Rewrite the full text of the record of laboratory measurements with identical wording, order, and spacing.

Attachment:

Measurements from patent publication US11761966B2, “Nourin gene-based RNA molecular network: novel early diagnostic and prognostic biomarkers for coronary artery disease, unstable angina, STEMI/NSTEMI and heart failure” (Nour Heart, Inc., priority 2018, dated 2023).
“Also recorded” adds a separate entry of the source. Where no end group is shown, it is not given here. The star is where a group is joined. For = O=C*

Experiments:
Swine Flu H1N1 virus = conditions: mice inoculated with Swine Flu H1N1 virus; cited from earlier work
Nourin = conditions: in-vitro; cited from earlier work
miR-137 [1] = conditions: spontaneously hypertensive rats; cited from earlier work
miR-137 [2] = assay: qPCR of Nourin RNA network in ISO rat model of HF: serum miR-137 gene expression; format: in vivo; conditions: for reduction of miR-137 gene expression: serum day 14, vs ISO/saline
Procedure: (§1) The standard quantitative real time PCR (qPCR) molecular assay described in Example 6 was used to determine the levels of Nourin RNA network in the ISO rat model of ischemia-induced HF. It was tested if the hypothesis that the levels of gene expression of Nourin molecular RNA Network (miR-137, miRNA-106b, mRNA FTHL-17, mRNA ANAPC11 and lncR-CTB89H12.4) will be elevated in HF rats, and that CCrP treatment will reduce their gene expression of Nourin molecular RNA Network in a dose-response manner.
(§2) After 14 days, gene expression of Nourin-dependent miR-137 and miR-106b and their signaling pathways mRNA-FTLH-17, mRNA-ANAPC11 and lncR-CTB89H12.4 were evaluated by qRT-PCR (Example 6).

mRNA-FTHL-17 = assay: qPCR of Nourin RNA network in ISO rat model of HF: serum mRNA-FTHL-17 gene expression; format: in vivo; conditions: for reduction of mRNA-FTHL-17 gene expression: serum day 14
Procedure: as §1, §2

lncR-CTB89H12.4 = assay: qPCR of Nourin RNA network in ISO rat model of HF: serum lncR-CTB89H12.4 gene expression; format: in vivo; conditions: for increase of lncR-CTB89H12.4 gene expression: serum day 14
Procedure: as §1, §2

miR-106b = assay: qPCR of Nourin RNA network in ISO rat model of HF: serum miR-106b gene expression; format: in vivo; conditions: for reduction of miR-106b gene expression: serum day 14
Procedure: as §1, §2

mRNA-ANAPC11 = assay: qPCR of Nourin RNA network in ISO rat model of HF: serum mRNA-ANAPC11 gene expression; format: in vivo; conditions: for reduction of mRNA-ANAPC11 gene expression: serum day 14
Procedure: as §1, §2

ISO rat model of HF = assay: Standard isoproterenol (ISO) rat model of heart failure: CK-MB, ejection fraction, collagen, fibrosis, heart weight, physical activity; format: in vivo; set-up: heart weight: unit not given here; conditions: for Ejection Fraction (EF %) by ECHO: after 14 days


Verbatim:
Measurements from patent publication US11761966B2, “Nourin gene-based RNA molecular network: novel early diagnostic and prognostic biomarkers for coronary artery disease, unstable angina, STEMI/NSTEMI and heart failure” (Nour Heart, Inc., priority 2018, dated 2023).
“Also recorded” adds a separate entry of the source. Where no end group is shown, it is not given here. The star is where a group is joined. For = O=C*

Experiments:
Swine Flu H1N1 virus = conditions: mice inoculated with Swine Flu H1N1 virus; cited from earlier work
Nourin = conditions: in-vitro; cited from earlier work
miR-137 [1] = conditions: spontaneously hypertensive rats; cited from earlier work
miR-137 [2] = assay: qPCR of Nourin RNA network in ISO rat model of HF: serum miR-137 gene expression; format: in vivo; conditions: for reduction of miR-137 gene expression: serum day 14, vs ISO/saline
Procedure: (§1) The standard quantitative real time PCR (qPCR) molecular assay described in Example 6 was used to determine the levels of Nourin RNA network in the ISO rat model of ischemia-induced HF. It was tested if the hypothesis that the levels of gene expression of Nourin molecular RNA Network (miR-137, miRNA-106b, mRNA FTHL-17, mRNA ANAPC11 and lncR-CTB89H12.4) will be elevated in HF rats, and that CCrP treatment will reduce their gene expression of Nourin molecular RNA Network in a dose-response manner.
(§2) After 14 days, gene expression of Nourin-dependent miR-137 and miR-106b and their signaling pathways mRNA-FTLH-17, mRNA-ANAPC11 and lncR-CTB89H12.4 were evaluated by qRT-PCR (Example 6).

mRNA-FTHL-17 = assay: qPCR of Nourin RNA network in ISO rat model of HF: serum mRNA-FTHL-17 gene expression; format: in vivo; conditions: for reduction of mRNA-FTHL-17 gene expression: serum day 14
Procedure: as §1, §2

lncR-CTB89H12.4 = assay: qPCR of Nourin RNA network in ISO rat model of HF: serum lncR-CTB89H12.4 gene expression; format: in vivo; conditions: for increase of lncR-CTB89H12.4 gene expression: serum day 14
Procedure: as §1, §2

miR-106b = assay: qPCR of Nourin RNA network in ISO rat model of HF: serum miR-106b gene expression; format: in vivo; conditions: for reduction of miR-106b gene expression: serum day 14
Procedure: as §1, §2

mRNA-ANAPC11 = assay: qPCR of Nourin RNA network in ISO rat model of HF: serum mRNA-ANAPC11 gene expression; format: in vivo; conditions: for reduction of mRNA-ANAPC11 gene expression: serum day 14
Procedure: as §1, §2

ISO rat model of HF = assay: Standard isoproterenol (ISO) rat model of heart failure: CK-MB, ejection fraction, collagen, fibrosis, heart weight, physical activity; format: in vivo; set-up: heart weight: unit not given here; conditions: for Ejection Fraction (EF %) by ECHO: after 14 days